Monster Hunter International
Refractory, Tubular, Reticular, Optical Sight
These are what most people think of when they see a “scoped” rifle.
Scopes do NOT make a rifle or shooter more accurate. Instead, they magnify existing light, making the target appear to be closer than it actually is. They consist of a metal tube which has glass lenses, and a reticle, (often called “cross-hairs.”) High-end rifle scopes have exceptional quality glass which is coated with special, (and usually proprietary) chemicals, enhancing their ability to transmit light, reduce distortion, and / or give their outer surfaces resistance to scratching, or the ability to shrug off moisture. They are also typically filled to a slight pressure with nitrogen gas, preventing them from fogging up.
Rifle scopes require daylight to use correctly. High-end rifle scopes can extend their hours of operation into the early morning and late evening hours, and for some applications, this is a make-or-break issue. For combat systems, this makes it easier to interface with image-intensifying night-vision devices.
Bullets do not fly along a linear path. They follow a parabolic trajectory. This means that the exact center of a scope’s reticle will only be dead-on at one or perhaps two distances if it is not adjusted for a range. This requires the operator to have at least a rough idea of the bullet’s rise and fall in relation to distance. The best case is that the shooter has measured a bullet’s flight path across multiple distances of reference, taking into account differences in bullet type, altitude, temperature, and humidity. The results of these measurements are called ballistics charts, or ballistics tables. A shooter will encounter fewer difficulties when placing shots at long distances if he / she knows as much as possible about a weapon’s ballistics. A shooter who does not know anything about a weapon’s ballistics will incur a -4 penalty to-hit until the difference between point-of-impact and point-of-aim can be observed and corrected. A shooter who only knows what he / she can infer from a weapon’s barrel length and caliper will be at -1 to-hit until corrections can be made. Having a spotter who is at least semi-competent can speed this process up dramatically.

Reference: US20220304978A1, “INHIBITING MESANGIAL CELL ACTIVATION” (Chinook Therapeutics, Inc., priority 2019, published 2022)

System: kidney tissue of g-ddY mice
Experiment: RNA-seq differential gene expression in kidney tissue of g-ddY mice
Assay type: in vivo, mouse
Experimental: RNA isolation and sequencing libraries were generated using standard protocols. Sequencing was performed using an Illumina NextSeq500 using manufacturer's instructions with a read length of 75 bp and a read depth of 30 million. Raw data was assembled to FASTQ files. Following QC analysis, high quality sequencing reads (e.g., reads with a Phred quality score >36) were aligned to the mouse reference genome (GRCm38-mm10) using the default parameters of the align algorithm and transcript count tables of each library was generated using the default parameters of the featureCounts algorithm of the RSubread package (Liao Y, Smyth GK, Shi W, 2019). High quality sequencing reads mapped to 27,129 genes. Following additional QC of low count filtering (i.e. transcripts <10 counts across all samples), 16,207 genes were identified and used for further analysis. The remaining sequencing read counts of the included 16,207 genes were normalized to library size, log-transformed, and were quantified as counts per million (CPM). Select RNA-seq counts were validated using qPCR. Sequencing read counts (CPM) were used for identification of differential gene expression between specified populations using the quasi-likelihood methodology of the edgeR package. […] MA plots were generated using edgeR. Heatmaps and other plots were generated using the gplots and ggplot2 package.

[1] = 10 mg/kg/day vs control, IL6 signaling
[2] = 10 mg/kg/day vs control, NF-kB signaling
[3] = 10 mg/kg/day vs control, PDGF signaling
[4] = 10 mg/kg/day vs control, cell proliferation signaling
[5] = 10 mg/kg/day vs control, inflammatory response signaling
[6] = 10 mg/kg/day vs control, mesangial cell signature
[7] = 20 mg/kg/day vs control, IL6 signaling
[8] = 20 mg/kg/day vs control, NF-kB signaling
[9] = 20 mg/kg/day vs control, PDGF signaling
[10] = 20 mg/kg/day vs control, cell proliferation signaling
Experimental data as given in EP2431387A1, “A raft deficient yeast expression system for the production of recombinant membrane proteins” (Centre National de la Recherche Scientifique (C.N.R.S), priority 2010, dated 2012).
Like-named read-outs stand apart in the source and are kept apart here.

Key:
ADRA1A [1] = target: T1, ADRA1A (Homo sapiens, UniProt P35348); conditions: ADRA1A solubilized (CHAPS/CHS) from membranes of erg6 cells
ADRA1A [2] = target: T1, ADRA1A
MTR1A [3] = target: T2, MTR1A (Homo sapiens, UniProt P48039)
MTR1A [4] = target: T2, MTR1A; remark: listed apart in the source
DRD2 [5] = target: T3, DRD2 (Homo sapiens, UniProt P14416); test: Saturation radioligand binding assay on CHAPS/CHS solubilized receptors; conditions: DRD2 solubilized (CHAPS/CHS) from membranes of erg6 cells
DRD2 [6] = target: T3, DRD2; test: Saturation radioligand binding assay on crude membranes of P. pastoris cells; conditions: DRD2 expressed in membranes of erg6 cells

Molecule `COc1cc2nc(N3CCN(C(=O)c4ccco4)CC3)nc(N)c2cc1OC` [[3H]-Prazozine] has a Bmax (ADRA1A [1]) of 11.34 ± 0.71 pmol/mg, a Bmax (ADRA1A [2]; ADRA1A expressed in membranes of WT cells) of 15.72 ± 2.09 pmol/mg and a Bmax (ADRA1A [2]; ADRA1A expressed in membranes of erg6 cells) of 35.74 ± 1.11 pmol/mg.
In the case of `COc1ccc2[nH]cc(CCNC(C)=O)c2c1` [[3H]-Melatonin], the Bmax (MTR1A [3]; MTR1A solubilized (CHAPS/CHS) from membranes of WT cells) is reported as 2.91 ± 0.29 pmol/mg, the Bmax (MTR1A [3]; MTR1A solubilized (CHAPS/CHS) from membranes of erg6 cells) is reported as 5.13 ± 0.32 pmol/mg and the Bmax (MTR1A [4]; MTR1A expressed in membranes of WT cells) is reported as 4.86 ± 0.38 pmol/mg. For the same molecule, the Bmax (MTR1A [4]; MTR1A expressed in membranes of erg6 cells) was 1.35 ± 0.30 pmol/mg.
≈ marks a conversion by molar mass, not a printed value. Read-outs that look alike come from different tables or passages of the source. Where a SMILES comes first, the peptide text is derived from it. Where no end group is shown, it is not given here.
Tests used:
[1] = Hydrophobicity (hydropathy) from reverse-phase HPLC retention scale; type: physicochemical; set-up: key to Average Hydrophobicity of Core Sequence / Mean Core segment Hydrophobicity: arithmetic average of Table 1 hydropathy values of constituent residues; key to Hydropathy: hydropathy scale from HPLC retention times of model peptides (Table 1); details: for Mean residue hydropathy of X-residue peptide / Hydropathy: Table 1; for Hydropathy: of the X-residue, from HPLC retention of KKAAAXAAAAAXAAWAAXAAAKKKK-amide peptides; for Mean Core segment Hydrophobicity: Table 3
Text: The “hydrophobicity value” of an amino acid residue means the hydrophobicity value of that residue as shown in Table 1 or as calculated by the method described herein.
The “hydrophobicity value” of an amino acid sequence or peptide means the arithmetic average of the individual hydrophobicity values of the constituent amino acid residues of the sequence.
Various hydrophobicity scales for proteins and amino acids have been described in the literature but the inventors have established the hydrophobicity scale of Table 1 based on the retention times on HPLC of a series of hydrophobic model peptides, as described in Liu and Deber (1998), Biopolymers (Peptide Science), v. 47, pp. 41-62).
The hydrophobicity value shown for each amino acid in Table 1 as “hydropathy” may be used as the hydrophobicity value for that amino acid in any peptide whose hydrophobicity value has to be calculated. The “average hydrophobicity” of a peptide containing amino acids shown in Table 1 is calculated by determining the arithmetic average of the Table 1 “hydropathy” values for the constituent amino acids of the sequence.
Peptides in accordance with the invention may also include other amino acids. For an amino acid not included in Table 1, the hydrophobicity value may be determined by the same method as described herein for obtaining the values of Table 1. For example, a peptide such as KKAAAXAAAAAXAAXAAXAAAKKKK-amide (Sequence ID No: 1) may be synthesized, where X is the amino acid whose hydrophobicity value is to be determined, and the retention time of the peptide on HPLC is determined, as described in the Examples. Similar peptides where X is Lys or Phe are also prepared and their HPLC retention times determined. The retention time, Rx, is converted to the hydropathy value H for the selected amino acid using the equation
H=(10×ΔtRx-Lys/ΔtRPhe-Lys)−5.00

All shots are subject to the wind’s effect. Lighter bullets, as well as shots placed at longer distances are more dramatically upset by the wind than closer shots, and / or shots with heavier bullets. Shots that are placed at long distance (1000 yards or beyond) have from a -1 to -4 penalty if the wind and / or air conditions, (temperature, humidity, altitude,) have not been been accounted for, (assuming a caliber of at least .308. Smaller calibers and / or bullets of slower speed may be effected even at shorter distances.) The wind can be “read” by observing flags, ribbons, people’s hair or clothing, tall grass, leaves of trees, the sails of a ship, brush on the ground, etc. Having a good spotter can help in this area as well.
Long-distance shots are also effected by the earth’s rotation, known as the Coriolis effect. A shot which is more North-South will be more strongly effected left-to-right than an East-West shot, which will give a virtual, (not an actual) modification of a target’s distance. Shots that are somewhere between perfectly North-South, and East-West will receive a mixture of the two effects. A proper long-distance shooter will need to know how the Coriolis effect will influence his / her shot in order to be accurate. A shooter who is not familiar with the Coriolis effect will suffer a -2 penalty to-hit until he / she can correct for it via observation between point-of-aim and point-of-impact. A well-seasoned long-distance shooter will know how to compensate for this effect.